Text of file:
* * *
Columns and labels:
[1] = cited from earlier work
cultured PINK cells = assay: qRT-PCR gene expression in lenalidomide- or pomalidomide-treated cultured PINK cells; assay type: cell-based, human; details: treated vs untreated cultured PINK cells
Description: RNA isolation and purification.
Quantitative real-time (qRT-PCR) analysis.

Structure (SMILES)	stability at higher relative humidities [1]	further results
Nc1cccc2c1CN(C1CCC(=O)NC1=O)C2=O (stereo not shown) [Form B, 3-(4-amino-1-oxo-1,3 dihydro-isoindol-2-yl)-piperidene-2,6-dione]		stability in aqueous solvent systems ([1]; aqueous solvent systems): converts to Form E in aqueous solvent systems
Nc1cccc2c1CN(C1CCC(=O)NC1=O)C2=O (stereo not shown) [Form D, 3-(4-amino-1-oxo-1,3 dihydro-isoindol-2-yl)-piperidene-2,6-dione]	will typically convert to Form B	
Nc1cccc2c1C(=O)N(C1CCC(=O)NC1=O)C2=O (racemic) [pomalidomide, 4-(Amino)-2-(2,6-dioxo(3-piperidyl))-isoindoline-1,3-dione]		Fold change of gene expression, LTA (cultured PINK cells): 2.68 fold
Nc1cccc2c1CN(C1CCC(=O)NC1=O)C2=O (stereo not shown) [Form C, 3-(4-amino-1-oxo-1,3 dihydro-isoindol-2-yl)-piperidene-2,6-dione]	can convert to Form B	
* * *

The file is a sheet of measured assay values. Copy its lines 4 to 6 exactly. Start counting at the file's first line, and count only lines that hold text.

Description: RNA isolation and purification.
Quantitative real-time (qRT-PCR) analysis.

Structure (SMILES)	stability at higher relative humidities [1]	further results